• LeggEggTorpedoTits

      October 10, 2014 at 4:41 pm

      I really am sorry this happened.

    • Kate Spencer

      October 10, 2014 at 5:51 pm

      So sorry, Kara. I wish I could change this, too.

    • TheQuirkyDiva

      October 10, 2014 at 6:07 pm

      Oh my goodness. That puts things in perspective. I am so sorry for your loss and I hope you’re recovering well. **hugs**

    • C.J.

      October 11, 2014 at 1:27 am

      So very sorry for everything you have been through.

    • Amanda

      October 13, 2014 at 10:44 am

      Yup. My son died. I would have taken nearly any type of birth experience if this could change.

  15. Guinevere

    October 10, 2014 at 5:06 pm

    I wish the nurses didn’t come in and say “cesarean due to failed induction” at every shift change. Thanks for using the word “fail” so much, when I already felt like a failure. grumble grumble.

  16. Amber Leigh Wood

    October 10, 2014 at 5:36 pm

    If I could change anything I wouldn’t have been induced and had my waters broken…. They set off a whole chain of events that ended in a stuck baby, in the birth canal on a diagonal, heart rate dropping, emergency c-section.
    Now I’m having number 2 I’m worried my body doesn’t know what to do

    • Georgia

      October 10, 2014 at 8:39 pm

      Omg I hear so much of this! Doctors are meant to be smart people, then they wonder why after rushing a baby that’s not ready to come out, the have trouble later on in labour. I call it the pitoxin chain.

    • CT Guest

      October 11, 2014 at 12:20 am

      We call it the “cascade of interventions.” There is a time and placed for medicalized birth. I think it is WAY overused here in the US. Docs use fear of litigation to determine when it’s time to intervene, not thought of how to get the best outcome for mom and baby… 🙁

    • Georgia

      October 11, 2014 at 12:48 am

      That’s a good term, and it’s a sad fact in hospitals.

    • Amber Leigh Wood

      October 11, 2014 at 6:09 pm

      I’m in Australia and was 10 days over due (which is as far as they’ll let us go here) I just always have that ‘what if ‘ feeling, its frustrating to say the least

  17. Kate Spencer

    October 10, 2014 at 5:50 pm

    I wish my daughter hadn’t flipped and become breech in my labor. I wish I’d know this could happen. I wish I’d been more prepared for a fast birth, and what those contractions would feel like. I wish I’d not gotten a spinal headache and lived with it for a week. I wish someone had not robbed me of my phone and wallet (from my purse, which was in the nurse’s waiting room, long story) while I was getting my c-section. I wish the surgeon and c-section doctors had done a better job explaining what was happening when I panicked instead of just doping me up with drugs so that I was hardly awake when she came out.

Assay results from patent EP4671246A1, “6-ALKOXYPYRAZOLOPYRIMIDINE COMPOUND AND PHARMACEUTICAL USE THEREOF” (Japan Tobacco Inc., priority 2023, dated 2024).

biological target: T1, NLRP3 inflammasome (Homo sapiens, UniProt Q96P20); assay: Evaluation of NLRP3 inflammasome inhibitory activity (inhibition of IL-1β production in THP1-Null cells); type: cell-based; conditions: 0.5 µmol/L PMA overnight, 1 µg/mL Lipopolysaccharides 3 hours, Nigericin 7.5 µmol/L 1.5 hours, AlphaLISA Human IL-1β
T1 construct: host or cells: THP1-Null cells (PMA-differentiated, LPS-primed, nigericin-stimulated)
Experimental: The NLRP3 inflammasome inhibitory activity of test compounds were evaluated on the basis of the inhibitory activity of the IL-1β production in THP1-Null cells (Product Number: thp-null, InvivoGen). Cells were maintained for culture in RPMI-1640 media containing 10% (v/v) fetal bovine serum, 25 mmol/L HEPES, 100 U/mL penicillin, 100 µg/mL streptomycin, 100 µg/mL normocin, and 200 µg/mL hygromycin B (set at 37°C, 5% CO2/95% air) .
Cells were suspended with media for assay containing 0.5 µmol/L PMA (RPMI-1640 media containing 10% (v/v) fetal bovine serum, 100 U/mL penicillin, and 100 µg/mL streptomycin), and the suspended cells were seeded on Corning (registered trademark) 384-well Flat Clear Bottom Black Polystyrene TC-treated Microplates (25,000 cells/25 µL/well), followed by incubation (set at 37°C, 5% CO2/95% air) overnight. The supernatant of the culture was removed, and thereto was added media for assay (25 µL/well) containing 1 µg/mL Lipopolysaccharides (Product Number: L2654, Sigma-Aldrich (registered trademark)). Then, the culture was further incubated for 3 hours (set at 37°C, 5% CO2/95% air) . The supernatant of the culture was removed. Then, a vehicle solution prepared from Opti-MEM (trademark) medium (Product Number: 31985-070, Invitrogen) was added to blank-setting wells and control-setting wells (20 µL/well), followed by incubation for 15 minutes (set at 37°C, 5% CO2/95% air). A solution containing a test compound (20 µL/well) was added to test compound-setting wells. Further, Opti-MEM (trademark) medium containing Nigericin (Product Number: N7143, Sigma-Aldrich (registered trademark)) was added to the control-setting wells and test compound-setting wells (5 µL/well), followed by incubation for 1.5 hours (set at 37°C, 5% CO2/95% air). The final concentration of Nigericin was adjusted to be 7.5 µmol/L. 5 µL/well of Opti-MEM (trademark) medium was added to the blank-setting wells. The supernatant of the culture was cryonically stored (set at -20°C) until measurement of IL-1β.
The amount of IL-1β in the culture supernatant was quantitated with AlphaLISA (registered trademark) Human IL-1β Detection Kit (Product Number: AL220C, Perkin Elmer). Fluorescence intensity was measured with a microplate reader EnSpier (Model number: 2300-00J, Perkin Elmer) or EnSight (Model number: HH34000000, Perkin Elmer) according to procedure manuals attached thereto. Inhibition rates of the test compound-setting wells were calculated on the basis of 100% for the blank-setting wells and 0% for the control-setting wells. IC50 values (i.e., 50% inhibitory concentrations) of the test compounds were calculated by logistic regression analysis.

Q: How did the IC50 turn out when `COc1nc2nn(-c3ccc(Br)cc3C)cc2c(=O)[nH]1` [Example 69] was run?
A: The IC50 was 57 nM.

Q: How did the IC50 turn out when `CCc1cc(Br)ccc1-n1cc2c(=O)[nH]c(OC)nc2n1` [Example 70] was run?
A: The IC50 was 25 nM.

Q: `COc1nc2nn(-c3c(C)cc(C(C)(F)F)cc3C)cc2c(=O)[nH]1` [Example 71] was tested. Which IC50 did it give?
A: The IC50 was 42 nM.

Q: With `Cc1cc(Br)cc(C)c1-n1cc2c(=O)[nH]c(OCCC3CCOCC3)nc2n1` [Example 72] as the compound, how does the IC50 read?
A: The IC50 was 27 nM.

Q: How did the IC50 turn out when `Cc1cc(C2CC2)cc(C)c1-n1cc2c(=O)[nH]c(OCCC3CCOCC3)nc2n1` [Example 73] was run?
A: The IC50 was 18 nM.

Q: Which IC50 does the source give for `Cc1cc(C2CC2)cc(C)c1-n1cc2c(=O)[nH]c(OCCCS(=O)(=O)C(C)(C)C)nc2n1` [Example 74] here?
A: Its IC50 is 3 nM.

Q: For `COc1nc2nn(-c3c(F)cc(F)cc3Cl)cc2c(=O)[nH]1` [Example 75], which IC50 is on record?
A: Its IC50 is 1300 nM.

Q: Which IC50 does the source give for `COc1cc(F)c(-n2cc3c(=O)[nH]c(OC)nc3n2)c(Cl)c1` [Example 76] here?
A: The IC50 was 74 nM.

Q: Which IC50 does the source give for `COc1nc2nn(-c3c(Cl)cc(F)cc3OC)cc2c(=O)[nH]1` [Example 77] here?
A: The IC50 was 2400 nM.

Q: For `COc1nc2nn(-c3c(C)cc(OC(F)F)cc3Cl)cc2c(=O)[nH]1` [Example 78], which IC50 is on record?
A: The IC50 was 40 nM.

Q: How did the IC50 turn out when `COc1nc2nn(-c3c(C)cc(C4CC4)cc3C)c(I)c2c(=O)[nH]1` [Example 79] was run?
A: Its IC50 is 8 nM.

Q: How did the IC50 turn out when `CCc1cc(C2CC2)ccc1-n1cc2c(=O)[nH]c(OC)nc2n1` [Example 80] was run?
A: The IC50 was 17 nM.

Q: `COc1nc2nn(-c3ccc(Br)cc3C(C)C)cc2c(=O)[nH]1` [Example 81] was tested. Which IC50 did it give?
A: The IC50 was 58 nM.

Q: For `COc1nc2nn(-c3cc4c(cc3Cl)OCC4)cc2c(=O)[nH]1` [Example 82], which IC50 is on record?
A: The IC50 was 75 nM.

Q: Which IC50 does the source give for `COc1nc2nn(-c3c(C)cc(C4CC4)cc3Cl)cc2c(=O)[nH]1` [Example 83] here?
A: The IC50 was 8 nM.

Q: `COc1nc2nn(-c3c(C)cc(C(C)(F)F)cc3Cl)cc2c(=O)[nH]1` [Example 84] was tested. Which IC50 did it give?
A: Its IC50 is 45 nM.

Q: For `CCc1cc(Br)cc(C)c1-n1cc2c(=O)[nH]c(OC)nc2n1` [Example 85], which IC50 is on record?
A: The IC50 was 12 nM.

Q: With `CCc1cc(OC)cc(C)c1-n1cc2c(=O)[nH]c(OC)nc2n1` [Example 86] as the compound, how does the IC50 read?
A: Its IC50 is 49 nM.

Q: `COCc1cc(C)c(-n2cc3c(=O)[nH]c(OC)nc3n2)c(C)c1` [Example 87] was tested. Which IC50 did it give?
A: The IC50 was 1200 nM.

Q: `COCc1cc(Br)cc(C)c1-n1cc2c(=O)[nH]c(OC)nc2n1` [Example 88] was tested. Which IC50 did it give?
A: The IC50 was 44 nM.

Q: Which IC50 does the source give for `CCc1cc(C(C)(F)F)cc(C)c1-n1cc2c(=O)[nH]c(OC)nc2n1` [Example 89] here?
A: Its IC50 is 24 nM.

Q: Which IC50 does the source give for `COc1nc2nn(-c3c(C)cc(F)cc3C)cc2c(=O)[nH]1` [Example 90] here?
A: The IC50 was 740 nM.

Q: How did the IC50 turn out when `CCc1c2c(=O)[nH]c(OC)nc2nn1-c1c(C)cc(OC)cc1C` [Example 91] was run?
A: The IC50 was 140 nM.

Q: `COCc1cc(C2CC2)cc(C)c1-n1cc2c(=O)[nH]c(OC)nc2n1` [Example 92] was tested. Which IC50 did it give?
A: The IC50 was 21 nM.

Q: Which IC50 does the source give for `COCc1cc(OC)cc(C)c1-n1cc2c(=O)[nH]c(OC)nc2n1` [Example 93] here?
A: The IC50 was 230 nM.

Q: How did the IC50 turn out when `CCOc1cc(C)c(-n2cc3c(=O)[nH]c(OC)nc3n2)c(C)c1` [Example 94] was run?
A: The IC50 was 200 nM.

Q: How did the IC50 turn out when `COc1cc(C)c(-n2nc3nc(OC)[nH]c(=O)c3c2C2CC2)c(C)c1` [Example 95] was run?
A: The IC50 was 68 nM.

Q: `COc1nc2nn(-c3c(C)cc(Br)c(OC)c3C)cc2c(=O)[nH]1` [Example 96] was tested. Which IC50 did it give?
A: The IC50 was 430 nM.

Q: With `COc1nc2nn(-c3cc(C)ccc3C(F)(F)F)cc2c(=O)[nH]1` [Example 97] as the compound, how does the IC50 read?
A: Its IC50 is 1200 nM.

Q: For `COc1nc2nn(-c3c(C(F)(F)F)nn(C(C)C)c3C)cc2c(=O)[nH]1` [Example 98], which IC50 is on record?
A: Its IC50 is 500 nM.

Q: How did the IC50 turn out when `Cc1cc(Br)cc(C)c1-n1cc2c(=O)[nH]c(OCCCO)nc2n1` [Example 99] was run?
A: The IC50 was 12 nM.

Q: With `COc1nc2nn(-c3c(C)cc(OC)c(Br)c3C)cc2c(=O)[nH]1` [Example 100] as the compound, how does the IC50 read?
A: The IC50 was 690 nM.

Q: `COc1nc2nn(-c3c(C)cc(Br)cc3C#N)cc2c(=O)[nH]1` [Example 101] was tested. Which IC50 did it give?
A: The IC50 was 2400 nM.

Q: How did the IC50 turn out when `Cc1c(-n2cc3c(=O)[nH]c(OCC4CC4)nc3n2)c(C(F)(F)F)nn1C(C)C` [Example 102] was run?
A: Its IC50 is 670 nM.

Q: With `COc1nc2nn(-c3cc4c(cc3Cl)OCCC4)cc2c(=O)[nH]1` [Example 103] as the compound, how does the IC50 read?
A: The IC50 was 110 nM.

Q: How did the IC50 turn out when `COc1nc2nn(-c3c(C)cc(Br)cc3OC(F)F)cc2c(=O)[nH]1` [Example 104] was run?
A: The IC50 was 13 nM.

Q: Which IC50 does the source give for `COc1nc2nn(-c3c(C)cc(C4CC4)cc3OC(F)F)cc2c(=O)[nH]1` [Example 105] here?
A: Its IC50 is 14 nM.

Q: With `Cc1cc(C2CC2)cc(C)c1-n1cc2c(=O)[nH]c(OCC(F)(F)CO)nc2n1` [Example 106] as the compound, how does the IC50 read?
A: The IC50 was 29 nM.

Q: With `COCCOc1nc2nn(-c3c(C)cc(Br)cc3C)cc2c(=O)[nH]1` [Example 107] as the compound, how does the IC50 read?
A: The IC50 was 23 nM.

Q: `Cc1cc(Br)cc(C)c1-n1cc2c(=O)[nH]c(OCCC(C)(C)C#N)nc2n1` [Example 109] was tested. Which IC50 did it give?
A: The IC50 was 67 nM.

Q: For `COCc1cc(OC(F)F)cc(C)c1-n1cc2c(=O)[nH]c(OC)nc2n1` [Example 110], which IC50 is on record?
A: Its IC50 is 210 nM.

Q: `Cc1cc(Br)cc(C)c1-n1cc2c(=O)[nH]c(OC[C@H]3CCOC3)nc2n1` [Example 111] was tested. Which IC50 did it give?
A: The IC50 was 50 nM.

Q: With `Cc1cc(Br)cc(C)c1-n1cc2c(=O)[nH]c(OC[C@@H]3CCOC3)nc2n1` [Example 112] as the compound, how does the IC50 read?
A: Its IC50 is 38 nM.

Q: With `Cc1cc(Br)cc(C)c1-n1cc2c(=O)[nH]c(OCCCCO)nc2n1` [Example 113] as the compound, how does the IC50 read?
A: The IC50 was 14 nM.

My first birth was kind of a bitch.

  18. NotaMandy

    October 10, 2014 at 5:54 pm

    I would have changed my delivery from 25.2 weeks to anytime in the third trimester. I don’t know that I ever acknowledged how traumatic delivering babies that only weighed 1.7 pounds each was until we had an unexpected third in July – 8 years later. I broke gown about 3 weeks after having that boring, mundane typical take home baby and sobbed for every thing my girls, my husband and I went through then
    .

    • Kate Spencer

      October 10, 2014 at 5:57 pm

      Mandy, this sounds so hard. I don’t know much about what this is like. Thanks for sharing.

    • CT Guest

      October 11, 2014 at 12:19 am

      That is heartbreaking. I’m so sorry. I hop things are better for you now.

  19. Elizabeth Wakefield

    October 10, 2014 at 5:58 pm

    I would have been more assertive about my MIL and SIL being in the room and my MIL inviting her best friend (whom I had never met) up to deliver a present while I was having contractions. They were obnoxious, a distraction, and made the entire experience about them.

  20. TheQuirkyDiva

    October 10, 2014 at 6:03 pm

    I wish I had been more aware of what would happen after I had my daughter. I had her at home. I delivered her, the midwife bathed her and checked her out, helped me shower and change, stayed for a while to watch for complications, gave us instructions, and then went home (normal procedure for a home birth). She came back the next day to check up on us, but it was pretty brief. So there was no call-button! Nobody to take the baby for a bit so I could sleep. My husband and I were like, “OMG we have a tiny human and we don’t know what to do!!” I think if I’d been better prepared for that, the transition would have been easier. I also would have done *way* more sessions with a lactation consultant beforehand and had a breast pump already on hand.

  21. Marisa Quinn-Haisu

    October 10, 2014 at 6:30 pm

    My baby got stuck and the nurses thought a good way to encourage me not to shout in pain was to shout at me angrily. If I could change the past I would like some kind nurses who would’ve tried to change the position of the baby by massaging my stomach. I wouldn’t get an epidural, either, because the piece of shit did not work and it hurt so much going in I started sobbing. I wish I’d stuck to my guns more about not wanting to breast feed afterwards instead of torturing myself for two weeks with faulty tits that had no milk.

  22. ChickenKira

    October 10, 2014 at 6:39 pm